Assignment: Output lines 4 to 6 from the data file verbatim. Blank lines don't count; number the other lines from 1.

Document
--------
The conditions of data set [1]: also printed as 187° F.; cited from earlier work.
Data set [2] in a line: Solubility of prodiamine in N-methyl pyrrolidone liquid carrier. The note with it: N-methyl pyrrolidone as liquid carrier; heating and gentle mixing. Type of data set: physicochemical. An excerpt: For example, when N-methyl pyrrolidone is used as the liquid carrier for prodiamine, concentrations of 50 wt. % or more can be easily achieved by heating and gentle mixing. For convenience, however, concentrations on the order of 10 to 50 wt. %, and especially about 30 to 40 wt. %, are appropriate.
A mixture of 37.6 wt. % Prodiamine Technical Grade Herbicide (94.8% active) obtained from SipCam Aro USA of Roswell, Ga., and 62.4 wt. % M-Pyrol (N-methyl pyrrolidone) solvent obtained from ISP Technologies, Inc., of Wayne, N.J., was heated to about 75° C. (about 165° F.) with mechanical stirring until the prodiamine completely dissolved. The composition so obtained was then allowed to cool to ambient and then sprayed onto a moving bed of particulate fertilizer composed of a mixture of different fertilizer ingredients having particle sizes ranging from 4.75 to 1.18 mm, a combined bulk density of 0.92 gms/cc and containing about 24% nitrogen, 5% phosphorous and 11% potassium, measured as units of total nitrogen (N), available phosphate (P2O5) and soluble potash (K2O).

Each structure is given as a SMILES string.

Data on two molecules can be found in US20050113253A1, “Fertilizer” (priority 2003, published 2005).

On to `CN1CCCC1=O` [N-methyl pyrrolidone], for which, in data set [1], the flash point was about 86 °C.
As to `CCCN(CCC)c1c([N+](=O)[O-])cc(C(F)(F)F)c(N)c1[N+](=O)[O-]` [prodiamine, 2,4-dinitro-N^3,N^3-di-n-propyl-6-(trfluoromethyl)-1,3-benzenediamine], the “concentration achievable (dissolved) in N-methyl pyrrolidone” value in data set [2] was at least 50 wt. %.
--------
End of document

Each structure is given as a SMILES string.

Data on two molecules can be found in US20050113253A1, “Fertilizer” (priority 2003, published 2005).

On to `CN1CCCC1=O` [N-methyl pyrrolidone], for which, in data set [1], the flash point was about 86 °C.